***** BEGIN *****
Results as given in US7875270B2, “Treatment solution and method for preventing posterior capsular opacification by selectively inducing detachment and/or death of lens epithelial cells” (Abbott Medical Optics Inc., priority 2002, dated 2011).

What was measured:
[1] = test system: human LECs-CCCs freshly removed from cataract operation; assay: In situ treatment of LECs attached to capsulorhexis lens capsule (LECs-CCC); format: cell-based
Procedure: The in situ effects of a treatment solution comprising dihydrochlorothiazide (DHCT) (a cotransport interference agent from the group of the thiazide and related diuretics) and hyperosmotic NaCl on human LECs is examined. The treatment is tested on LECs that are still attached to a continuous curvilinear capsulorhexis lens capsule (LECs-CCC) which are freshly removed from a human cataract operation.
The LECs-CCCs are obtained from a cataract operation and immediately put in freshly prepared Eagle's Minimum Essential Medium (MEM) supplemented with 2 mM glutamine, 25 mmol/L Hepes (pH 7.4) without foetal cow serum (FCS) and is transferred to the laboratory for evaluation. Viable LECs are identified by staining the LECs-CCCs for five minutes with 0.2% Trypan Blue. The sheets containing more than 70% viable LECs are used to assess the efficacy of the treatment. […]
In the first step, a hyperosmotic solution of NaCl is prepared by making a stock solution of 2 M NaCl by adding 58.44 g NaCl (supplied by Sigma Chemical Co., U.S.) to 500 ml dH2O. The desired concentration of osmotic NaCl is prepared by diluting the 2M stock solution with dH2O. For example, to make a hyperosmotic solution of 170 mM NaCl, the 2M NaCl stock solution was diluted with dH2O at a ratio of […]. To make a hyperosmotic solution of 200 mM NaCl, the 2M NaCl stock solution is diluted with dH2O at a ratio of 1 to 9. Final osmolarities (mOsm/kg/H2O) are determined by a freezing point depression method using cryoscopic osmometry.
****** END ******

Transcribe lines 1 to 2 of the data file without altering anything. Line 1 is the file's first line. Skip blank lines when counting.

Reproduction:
Results as given in US7875270B2, “Treatment solution and method for preventing posterior capsular opacification by selectively inducing detachment and/or death of lens epithelial cells” (Abbott Medical Optics Inc., priority 2002, dated 2011).

What was measured: